RFTA closes portion of Rio Grande Trail due to mountain lion sightings
The Aspen Times
The Roaring Fork Transportation Authority has closed a portion of the Rio Grande Trail between Rock Bottom Ranch and the Catherine Store Bridge due to mountain lion activity.
Facebook photos of three lion kittens were shared repeatedly Wednesday, causing some folks to head to the area in search of spotting them, said Brett Meredith, trails manager with the Roaring Fork Transportation Authority.
Carbondale resident Ken Krehbiel, who took the photos while riding his bike on the trail, said he didn’t imagine that people would go looking for them. He said he posted the photos to alert people. He also noted in his post that he got out of the area fast.
“I came around the corner and immediately knew they were mountain lion kittens, so I didn’t stick around,” he said. “They looked really healthy. I would guess the mom was nearby.”
A Colorado Parks & Wildlife official had the same opinion after he went to the area and spotted the kittens. John Groves, district wildlife manager for Colorado Parks and Wildlife, strongly advised RFTA to shut down that portion of the trail.
“At this point they appear to be healthy and in good shape,” Groves said. “My thought is now since they look healthy that Mom is probably around and was just off hunting somewhere.”
Groves said he’ll continue to monitor the area in the coming days until he can confirm whether the mother is around. In the meantime, people need to stay away from the area and obey the trail closure, he said.
Krehbiel said he didn’t see any sign of the mom but heard a noise that sounded like it could have potentially come from something larger than the kittens. He didn’t spend enough time in the area to find out.
Coincidentally, Krehbiel has been taking photographs of wildlife for years. He sets up nighttime motion-sensor cameras that shoot stills and video. It started out as a hobby that has brought some local media attention his way in recent years.
In this case, seeing the lions in broad daylight — it was about 6 p.m. Tuesday when he spotted them and snapped the photos — was extremely rare, he said.
“Unfortunately, they were a little too curious. They went off the trail and came right back on the trail,” Krehbiel said. “And I thought, ‘I need to keep on going.’ I got a few pictures and then they went into the bushes.”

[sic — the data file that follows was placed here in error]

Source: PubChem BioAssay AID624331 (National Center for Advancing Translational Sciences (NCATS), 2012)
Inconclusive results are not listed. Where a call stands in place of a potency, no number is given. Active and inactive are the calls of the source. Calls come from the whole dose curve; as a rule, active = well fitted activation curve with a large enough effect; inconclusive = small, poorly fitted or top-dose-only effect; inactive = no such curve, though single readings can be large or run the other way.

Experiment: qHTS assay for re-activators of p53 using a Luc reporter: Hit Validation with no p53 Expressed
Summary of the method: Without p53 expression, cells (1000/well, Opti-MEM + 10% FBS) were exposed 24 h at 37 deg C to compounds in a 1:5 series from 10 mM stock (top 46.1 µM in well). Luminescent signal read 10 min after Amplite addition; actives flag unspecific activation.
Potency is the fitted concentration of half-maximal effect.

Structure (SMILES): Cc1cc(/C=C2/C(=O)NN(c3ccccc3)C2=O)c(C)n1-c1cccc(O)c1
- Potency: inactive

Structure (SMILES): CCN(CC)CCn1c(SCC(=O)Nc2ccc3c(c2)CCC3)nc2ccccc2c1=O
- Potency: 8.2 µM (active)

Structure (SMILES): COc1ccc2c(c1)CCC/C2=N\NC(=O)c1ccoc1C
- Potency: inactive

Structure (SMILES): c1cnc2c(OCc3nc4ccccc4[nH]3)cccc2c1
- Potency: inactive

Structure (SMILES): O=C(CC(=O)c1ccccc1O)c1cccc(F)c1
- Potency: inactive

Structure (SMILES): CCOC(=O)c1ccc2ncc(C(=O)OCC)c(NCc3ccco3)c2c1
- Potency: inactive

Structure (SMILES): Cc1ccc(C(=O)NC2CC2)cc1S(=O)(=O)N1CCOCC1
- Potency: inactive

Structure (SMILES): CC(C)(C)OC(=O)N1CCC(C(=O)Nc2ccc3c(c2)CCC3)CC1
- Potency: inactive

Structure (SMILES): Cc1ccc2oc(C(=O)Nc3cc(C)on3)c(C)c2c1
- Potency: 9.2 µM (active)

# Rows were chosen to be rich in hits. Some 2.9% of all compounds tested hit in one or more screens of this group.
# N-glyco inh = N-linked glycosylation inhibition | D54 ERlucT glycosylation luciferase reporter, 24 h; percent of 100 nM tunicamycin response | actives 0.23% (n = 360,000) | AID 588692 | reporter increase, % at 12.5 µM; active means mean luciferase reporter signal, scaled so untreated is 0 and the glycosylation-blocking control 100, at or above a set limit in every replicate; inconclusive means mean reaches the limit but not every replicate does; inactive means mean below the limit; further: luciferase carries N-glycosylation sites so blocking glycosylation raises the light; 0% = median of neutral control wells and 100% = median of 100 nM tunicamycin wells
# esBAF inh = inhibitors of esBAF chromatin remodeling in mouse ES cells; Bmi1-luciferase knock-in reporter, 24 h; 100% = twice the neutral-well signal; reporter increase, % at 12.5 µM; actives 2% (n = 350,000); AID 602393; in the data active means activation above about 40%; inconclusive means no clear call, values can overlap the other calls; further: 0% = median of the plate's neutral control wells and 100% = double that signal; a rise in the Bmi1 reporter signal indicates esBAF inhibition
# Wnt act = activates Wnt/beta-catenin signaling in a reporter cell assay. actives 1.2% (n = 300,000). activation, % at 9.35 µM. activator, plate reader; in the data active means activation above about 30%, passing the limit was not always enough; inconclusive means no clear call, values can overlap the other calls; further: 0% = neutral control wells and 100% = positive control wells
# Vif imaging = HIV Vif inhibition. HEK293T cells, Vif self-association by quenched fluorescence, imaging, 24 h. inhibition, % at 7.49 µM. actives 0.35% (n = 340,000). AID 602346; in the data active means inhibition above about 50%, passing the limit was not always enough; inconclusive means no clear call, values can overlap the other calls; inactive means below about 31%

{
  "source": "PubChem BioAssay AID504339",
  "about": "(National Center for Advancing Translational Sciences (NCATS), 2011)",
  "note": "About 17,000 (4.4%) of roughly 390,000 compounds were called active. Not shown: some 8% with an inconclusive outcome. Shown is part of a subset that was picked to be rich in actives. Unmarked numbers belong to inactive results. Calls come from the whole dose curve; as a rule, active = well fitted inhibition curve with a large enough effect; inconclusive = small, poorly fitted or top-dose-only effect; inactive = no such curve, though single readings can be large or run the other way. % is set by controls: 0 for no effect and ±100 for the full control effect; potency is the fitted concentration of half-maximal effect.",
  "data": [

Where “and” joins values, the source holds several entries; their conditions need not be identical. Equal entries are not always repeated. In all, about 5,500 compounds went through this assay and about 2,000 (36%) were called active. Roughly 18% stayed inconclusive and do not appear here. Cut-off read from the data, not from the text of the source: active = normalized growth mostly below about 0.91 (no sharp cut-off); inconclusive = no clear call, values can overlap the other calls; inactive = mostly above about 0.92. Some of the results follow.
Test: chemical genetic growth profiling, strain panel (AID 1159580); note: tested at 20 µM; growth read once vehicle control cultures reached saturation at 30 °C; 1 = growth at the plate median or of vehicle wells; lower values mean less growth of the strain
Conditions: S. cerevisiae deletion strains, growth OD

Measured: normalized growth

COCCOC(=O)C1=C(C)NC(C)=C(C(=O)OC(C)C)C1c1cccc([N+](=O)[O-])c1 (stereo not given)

There have been several sightings since June 23, Groves said. On Wednesday morning, he headed to the general area of the trail where the kittens had been spotted. He approached and saw the kittens crossing the trail almost immediately.
“People should not be out there looking for them, because they’re putting themselves potentially in danger if the mom is still around,” Groves said.
If the kittens appear dehydrated or their body condition deteriorates, or if they don’t appear as mobile in the coming days, Colorado Parks and Wildlife will have to figure out next steps. At this point, the assumption is that the mother just stashed the kittens while she went out to hunt, but if officials determine the mother is no longer around, something will have to be done.
Mountain lions are a hard animal to rehabilitate and send back into the wild, Groves said. Kittens this young would never learn how to hunt and kill their own prey without their mother, he noted.
He’s hopeful that the mother will return and take the kittens on their way.
In Groves’ 43 years in Colorado, he said he’s seen one mountain lion — even doing what he does for a living. When asked whether mountain lion sightings and encounters are increasing throughout the region, he said it “kind of goes in cycles.”
“I think we’re just encountering them more. I can’t put a finger on anything unusual happening — it’s just an increase in population, both in lions and humans,” he said. “You might not have seen one, but they’ve seen you. They’re a very elusive animal.”
Krehbiel, a former Outward Bound instructor who has spent hundreds of nights out in the wilderness, said he’s seen six mountain lions in his lifetime. Two winters ago, he captured 90 mountain lion photographs at River Valley Ranch in Carbondale via one of his motion-sensor cameras.
“I know they’re all around because I get pictures of them quite frequently,” he said. “But this was so unusual to have them right there.”
Meredith said RFTA will be relying on Colorado Parks and Wildlife to determine how long that section of trail should remain closed.
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Studies by Colorado Parks and Wildlife show the survival of elk calves in the Roaring Fork Valley has dropped about 33 percent in the last decade. White River National Forest officials said they need to act to try to reserve that trend. They are seeking public comment on their plan.